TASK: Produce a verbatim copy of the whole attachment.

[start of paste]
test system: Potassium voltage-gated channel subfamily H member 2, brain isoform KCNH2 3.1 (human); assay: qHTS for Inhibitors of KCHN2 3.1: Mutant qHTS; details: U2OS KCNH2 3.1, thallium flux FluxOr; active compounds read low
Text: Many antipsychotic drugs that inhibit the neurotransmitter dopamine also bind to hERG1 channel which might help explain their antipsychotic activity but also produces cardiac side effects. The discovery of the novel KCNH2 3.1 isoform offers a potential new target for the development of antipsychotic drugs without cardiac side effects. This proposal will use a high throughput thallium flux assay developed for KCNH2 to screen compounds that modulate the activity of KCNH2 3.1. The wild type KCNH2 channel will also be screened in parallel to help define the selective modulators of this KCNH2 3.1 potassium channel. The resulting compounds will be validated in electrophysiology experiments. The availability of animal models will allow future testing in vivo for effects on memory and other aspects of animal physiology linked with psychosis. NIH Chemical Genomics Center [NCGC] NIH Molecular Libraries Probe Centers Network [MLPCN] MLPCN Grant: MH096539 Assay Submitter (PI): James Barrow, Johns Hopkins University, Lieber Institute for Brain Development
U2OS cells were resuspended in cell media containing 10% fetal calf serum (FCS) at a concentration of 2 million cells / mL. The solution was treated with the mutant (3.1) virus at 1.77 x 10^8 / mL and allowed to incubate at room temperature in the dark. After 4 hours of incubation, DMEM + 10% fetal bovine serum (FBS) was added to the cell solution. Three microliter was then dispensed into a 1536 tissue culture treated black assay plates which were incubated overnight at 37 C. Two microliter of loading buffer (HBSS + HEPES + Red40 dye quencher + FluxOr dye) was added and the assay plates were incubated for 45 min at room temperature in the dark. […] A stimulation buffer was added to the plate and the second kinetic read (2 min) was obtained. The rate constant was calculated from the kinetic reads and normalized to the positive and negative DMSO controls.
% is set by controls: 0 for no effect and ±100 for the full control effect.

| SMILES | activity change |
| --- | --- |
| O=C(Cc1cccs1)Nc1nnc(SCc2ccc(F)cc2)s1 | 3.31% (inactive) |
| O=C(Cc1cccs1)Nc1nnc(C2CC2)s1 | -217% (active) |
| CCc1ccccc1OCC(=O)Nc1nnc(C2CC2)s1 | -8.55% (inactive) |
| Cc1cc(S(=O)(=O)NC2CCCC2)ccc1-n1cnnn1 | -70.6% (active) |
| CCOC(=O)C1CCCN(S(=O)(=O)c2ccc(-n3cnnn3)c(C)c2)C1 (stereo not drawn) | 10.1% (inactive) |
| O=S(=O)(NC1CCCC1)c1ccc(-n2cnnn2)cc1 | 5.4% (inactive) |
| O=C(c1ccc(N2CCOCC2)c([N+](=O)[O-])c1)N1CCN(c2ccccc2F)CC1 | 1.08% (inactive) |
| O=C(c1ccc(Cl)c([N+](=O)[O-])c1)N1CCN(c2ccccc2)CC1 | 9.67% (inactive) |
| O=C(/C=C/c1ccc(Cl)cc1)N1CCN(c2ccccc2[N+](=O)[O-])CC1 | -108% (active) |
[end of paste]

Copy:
test system: Potassium voltage-gated channel subfamily H member 2, brain isoform KCNH2 3.1 (human); assay: qHTS for Inhibitors of KCHN2 3.1: Mutant qHTS; details: U2OS KCNH2 3.1, thallium flux FluxOr; active compounds read low
Text: Many antipsychotic drugs that inhibit the neurotransmitter dopamine also bind to hERG1 channel which might help explain their antipsychotic activity but also produces cardiac side effects. The discovery of the novel KCNH2 3.1 isoform offers a potential new target for the development of antipsychotic drugs without cardiac side effects. This proposal will use a high throughput thallium flux assay developed for KCNH2 to screen compounds that modulate the activity of KCNH2 3.1. The wild type KCNH2 channel will also be screened in parallel to help define the selective modulators of this KCNH2 3.1 potassium channel. The resulting compounds will be validated in electrophysiology experiments. The availability of animal models will allow future testing in vivo for effects on memory and other aspects of animal physiology linked with psychosis. NIH Chemical Genomics Center [NCGC] NIH Molecular Libraries Probe Centers Network [MLPCN] MLPCN Grant: MH096539 Assay Submitter (PI): James Barrow, Johns Hopkins University, Lieber Institute for Brain Development
U2OS cells were resuspended in cell media containing 10% fetal calf serum (FCS) at a concentration of 2 million cells / mL. The solution was treated with the mutant (3.1) virus at 1.77 x 10^8 / mL and allowed to incubate at room temperature in the dark. After 4 hours of incubation, DMEM + 10% fetal bovine serum (FBS) was added to the cell solution. Three microliter was then dispensed into a 1536 tissue culture treated black assay plates which were incubated overnight at 37 C. Two microliter of loading buffer (HBSS + HEPES + Red40 dye quencher + FluxOr dye) was added and the assay plates were incubated for 45 min at room temperature in the dark. […] A stimulation buffer was added to the plate and the second kinetic read (2 min) was obtained. The rate constant was calculated from the kinetic reads and normalized to the positive and negative DMSO controls.
% is set by controls: 0 for no effect and ±100 for the full control effect.

| SMILES | activity change |
| --- | --- |
| O=C(Cc1cccs1)Nc1nnc(SCc2ccc(F)cc2)s1 | 3.31% (inactive) |
| O=C(Cc1cccs1)Nc1nnc(C2CC2)s1 | -217% (active) |
| CCc1ccccc1OCC(=O)Nc1nnc(C2CC2)s1 | -8.55% (inactive) |
| Cc1cc(S(=O)(=O)NC2CCCC2)ccc1-n1cnnn1 | -70.6% (active) |
| CCOC(=O)C1CCCN(S(=O)(=O)c2ccc(-n3cnnn3)c(C)c2)C1 (stereo not drawn) | 10.1% (inactive) |
| O=S(=O)(NC1CCCC1)c1ccc(-n2cnnn2)cc1 | 5.4% (inactive) |
| O=C(c1ccc(N2CCOCC2)c([N+](=O)[O-])c1)N1CCN(c2ccccc2F)CC1 | 1.08% (inactive) |
| O=C(c1ccc(Cl)c([N+](=O)[O-])c1)N1CCN(c2ccccc2)CC1 | 9.67% (inactive) |
| O=C(/C=C/c1ccc(Cl)cc1)N1CCN(c2ccccc2[N+](=O)[O-])CC1 | -108% (active) |